The consideration of beauty as an object of love or desire, see DESIRE 2b; LOVE id. 
The theory of the aesthetic judgment or the judgment of taste, see SENSE 6; and for the 

controversy over the objectivity and universality of such judgments, see CUSTOM 93; 

RELATION 6c; UNIVERSAL AND PARTICULAR 70. 
The problem of cultivating good taste and critical judgment in the field of the fine arts, see 

ART 7b; POETRY 8a-8b. 
The context of the comparison of beauty in nature and in art, sec ART 23-3; NATURE aa, 5d; 

PLEASURE AND PAIN 40(1). 
Consideration of the kind of knowledge which is involved in the apprehension of beauty, see 

KNOWLEDGE 63(2), 6c(i). 
Another discussion of sensible and intelligible beauty, sec SENSE 6; and for the intelligible 

beauty of God and of the universe, see GOD 4h; WORLD 6d. 



CHAPTER 6: BEAUTY 



125 



ADDITIONAL READINGS 

Listed below are works not included in Great Boofy of the Western World, but relevant to the 
idea and topics with which this chapter deals. These works are divided into two groups* 

I. Works by authors represented in this collection. 
II. Works by authors not represented in this collection. 

For the date, place, and other facts concerning the publication of the works cited, consult 
the Bibliography of Additional Readings which follows the last chapter of The Great Ideas. 



I. 

F. BACON. "Of Beauty," "Of Deformity," in Essays 
HOBBES Concerning Body, PART 11, CH 10 
BERKELEY. Alctfhron, in 
A. SMITH. The Theory of Moral Sentiments, PART 

IV 

HEGEL. The Philosophy of Fine Art 

C. R. DARWIN. The Different Forms of Flowers on 
Plants of the Same Species 

II. 

LONGINUS. On the Sublime 

EBREO The Philosophy of Love, DIALOGUE in 

SHAFTFSBURY. Characteristics of Men, Manners, Opin- 
ions, Times 

LEIBNITZ. Monadology, par 1-9 

HUTCHESON. An Inquiry into the Original of Our 
Ideas of Beauty and Virtue 

BURKE. A Philosophical Enquity into the Origin of 
Our Ideas of the Sublime and Beautiful, PART i-iv 

VOLTAIRE. "Beautiful," "Taste," in A Philosophical 
Dictionary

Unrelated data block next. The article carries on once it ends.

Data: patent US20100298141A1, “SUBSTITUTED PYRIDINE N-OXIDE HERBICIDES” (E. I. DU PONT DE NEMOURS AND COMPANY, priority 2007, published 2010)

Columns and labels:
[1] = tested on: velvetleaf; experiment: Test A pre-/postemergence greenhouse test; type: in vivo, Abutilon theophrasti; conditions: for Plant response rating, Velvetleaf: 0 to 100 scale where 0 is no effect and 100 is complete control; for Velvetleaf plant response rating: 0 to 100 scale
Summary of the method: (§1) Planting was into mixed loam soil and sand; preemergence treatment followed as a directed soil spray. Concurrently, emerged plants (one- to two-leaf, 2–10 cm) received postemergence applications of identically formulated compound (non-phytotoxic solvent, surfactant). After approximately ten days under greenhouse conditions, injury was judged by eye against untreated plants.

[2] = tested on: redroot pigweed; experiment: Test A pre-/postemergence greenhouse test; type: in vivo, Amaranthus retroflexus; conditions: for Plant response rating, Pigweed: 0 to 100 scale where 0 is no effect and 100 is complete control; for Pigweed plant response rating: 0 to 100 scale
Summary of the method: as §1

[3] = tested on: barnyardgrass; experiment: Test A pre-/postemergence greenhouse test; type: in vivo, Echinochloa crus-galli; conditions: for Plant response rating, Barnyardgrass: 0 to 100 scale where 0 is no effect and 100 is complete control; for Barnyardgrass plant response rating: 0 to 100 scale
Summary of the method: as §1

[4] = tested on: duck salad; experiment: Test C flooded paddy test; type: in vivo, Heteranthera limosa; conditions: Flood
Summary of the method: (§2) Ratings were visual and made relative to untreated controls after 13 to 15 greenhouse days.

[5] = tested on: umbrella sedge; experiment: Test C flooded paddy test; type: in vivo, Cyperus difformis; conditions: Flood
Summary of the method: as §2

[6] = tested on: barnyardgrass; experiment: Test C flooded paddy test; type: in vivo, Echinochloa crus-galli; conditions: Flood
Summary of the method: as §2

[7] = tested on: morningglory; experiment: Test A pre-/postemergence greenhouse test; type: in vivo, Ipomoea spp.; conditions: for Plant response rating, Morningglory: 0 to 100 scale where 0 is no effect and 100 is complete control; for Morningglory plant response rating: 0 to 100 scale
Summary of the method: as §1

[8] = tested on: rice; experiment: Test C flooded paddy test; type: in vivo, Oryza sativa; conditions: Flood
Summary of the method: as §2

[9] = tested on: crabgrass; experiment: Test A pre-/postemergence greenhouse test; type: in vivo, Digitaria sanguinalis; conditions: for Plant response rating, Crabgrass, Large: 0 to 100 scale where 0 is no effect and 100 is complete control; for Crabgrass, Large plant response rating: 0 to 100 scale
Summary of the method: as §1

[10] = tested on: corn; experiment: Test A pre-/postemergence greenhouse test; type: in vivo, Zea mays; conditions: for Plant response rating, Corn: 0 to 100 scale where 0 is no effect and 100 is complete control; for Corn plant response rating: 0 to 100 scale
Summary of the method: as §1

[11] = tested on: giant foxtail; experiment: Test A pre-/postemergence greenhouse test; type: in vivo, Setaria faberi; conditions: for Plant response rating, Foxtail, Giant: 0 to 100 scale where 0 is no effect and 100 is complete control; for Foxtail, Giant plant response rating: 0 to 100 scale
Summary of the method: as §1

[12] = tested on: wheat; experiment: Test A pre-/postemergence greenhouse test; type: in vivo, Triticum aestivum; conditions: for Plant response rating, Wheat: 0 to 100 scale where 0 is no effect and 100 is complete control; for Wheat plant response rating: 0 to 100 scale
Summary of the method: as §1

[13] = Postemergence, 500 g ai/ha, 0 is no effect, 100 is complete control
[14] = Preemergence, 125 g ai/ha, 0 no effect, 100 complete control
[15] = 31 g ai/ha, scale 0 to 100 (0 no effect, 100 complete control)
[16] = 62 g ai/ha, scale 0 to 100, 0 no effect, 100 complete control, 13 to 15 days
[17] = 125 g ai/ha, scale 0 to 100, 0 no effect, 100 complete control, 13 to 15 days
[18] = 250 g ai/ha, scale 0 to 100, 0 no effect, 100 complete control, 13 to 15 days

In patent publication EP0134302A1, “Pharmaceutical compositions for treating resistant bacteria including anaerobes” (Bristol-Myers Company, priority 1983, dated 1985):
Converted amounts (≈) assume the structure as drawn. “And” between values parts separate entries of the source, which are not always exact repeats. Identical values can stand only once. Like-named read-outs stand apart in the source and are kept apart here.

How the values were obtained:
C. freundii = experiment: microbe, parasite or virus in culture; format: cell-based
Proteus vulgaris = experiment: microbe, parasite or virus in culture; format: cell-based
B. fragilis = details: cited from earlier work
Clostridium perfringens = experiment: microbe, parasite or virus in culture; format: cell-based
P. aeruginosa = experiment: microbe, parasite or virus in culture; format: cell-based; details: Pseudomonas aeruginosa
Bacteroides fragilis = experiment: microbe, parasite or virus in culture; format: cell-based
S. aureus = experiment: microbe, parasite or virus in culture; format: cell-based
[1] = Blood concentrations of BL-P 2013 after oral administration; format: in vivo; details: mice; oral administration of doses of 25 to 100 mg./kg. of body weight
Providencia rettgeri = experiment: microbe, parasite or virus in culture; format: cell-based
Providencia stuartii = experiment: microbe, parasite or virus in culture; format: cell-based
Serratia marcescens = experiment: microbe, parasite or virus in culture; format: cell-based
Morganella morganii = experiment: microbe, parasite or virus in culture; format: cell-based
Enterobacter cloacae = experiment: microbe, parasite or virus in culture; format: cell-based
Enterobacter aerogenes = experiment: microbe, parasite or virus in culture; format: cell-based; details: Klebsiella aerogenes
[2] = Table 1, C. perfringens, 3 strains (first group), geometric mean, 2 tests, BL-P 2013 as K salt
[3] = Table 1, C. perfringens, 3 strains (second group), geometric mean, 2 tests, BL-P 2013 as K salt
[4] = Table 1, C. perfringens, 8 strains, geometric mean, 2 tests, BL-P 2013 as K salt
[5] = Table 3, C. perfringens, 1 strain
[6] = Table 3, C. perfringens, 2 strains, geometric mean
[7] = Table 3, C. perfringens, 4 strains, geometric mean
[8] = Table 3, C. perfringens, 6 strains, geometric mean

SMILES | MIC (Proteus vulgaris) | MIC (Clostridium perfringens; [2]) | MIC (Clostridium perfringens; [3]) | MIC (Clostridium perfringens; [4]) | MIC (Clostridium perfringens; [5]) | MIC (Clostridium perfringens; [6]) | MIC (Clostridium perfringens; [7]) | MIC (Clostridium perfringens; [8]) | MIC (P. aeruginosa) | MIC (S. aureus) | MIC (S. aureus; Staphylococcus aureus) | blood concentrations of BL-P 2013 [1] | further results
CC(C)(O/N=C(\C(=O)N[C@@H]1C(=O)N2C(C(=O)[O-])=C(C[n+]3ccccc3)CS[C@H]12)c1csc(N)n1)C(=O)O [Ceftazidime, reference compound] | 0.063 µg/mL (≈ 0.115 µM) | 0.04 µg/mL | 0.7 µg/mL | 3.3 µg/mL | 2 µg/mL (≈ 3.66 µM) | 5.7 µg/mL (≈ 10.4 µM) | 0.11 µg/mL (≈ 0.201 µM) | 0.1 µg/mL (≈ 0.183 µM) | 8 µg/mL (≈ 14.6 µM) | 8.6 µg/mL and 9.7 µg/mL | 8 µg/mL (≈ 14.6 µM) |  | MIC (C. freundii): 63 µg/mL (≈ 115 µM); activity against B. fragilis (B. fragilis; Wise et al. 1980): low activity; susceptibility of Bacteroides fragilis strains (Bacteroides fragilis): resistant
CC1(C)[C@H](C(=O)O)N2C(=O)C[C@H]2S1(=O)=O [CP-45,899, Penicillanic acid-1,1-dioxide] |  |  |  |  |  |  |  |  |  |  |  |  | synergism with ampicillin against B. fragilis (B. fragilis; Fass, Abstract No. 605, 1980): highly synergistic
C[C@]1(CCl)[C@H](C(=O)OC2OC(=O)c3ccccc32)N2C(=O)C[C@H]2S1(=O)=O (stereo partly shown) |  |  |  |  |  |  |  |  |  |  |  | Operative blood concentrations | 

T. REID. Essays on the Intellectual Powers of Man, 

VIII 

SCHILLER. Letters upon the Esthetic Education of 

Man 
JEAN PAUL. Vorschule der Asthetit^ 

D. STEWART. Philosophical Essays, PART n 



COUSIN. Lectures on the True, the Beautiful and the 

Good 

HAZLIIT. On Taste 
SCHOPENHAUER. The World as Will and Idea, VOL 

in, SUP, CH 33 
STENDHAL. On Love 
CHALMERS. On the Power, Wisdom, and Goodness of 

God 

KIERKEGAARD. Either/Or, PART n 
A. HUMBOLDT. Cosmos 
LOTZE. Microcosmos, BK vm, CH 3 
EMERSON. "Love," in Essays, i 

. "Beauty," in The Conduct of Life 

RUSKIN. Sesame and Lilies 

VERON. Aesthetics 

LIPPS. Asthetit^ 

SANTA VAN A. The Sense of Beauty, PART i-iv 

. Reason tn Art, CH 10 

POINCARE. Science and Method, BK i, CH 3 
CROCF. Aesthetic as Science of Expression 

. The Essence of Esthetics 

CARRITT. The Theory of Beauty 
BOSANQUET. Science and Philosophy, 22-24 

. Three Lectures on Aesthetic, i, in 

WHITEHEAD. Process and Reality, PART in, CH 2(2), 

3(3,5). 5(7-8) 

BIRKHOFF. Aesthetic Measure 
GILL. Beauty Lool(s After Herself 
MAURON Aesthetics and Psychology 



Chapter 7: BEING 



INTRODUCTION 



/fc T" T HE words "is" and "(is) not" arc probably 

JL the words most frequently used by anyone. 
They are unavoidable, by implication at least, 
in every statement. They have, in addition, 
a greater range of meaning than any other 
words. 

Their manifold significance seems to be of a 
very special kind, for whatever is said not to be 
in one sense of being can always be said to be in 
another of its senses. Children and practiced 
liars know this. Playing on the meanings of be- 
ing, or with "is" and "not," they move smooth- 
ly from fact to fiction, imagination to reality, 
or truth to falsehood. 

Despite the obviousness and commonplace- 
ness of the questions which arise with any con- 
sideration of the meanings of "is," the study of 
being is a highly technical inquiry which only 
philosophers have pursued at length. Berkeley 
gives one reason why they cannot avoid this 
task. "Nothing seems of more importance," he 
says, "towards erecting a firm system of sound 
and real knowledge . . . than to lay the begin- 
ning in a distinct explication of what is meant 
by thing, reality ', existence; for in vain shall we 
dispute concerning the real existence of things, 
or pretend to any knowledge thereof, so long 
as we have not fixed the meaning of those 
words." 

In the whole field of learning, philosophy is 
distinguished from other disciplines from his- 
tory, the sciences, and mathematics by its 
concern with the problem of being. It alone 
asks about the nature of existence, the modes 
and properties of being, the difference between 
being and becoming, appearance and reality, 
the possible and the actual, being and non- 
being. Not all philosophers ask these questions; 
nor do all who ask such questions approach or 
formulate them in the same way. Nevertheless, 
the attempt to answer them is a task peculiar to 



philosophy. Though it often leads to subtleties, 
it also keeps the philosopher in deepest touch 
with common sense and the speculative wonder 
of all men. 

As A TECHNICAL concept in philosophy, being 
has been called both the richest and the empti- 
est of all terms in the vocabulary of thought. 
Both remarks testify to the same fact, namely, 
that it is the highest abstraction, the most uni- 
versal of predicates, and the most pervasive 
subject of discussion. 

William James is in that long line of philoso- 
phers which began with the early Greeks when 
he points out that "in the strict and ultimate 
sense of the word 'existence,' everything which